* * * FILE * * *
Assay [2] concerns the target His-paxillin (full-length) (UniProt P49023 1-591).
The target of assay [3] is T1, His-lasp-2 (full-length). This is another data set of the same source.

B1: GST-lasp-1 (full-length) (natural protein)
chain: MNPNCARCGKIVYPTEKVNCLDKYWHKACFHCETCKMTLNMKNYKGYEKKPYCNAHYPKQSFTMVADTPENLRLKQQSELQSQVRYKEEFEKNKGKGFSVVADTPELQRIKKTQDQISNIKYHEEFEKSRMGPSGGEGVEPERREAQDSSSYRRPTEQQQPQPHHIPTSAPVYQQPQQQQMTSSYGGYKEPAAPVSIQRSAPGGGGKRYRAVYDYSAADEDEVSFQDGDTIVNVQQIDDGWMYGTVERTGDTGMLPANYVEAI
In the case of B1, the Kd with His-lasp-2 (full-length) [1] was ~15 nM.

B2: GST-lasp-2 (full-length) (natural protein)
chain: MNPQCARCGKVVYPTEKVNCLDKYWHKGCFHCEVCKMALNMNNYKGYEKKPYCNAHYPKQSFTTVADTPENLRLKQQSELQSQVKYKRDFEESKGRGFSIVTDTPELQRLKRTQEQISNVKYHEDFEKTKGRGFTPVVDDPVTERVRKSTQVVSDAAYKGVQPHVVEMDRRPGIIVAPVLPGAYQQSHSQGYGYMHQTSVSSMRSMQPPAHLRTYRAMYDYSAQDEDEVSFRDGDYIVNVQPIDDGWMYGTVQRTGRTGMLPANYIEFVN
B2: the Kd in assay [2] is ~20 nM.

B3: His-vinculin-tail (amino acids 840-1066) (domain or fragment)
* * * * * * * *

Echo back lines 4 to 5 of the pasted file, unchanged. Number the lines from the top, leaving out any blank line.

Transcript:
chain: MNPNCARCGKIVYPTEKVNCLDKYWHKACFHCETCKMTLNMKNYKGYEKKPYCNAHYPKQSFTMVADTPENLRLKQQSELQSQVRYKEEFEKNKGKGFSVVADTPELQRIKKTQDQISNIKYHEEFEKSRMGPSGGEGVEPERREAQDSSSYRRPTEQQQPQPHHIPTSAPVYQQPQQQQMTSSYGGYKEPAAPVSIQRSAPGGGGKRYRAVYDYSAADEDEVSFQDGDTIVNVQQIDDGWMYGTVERTGDTGMLPANYVEAI
In the case of B1, the Kd with His-lasp-2 (full-length) [1] was ~15 nM.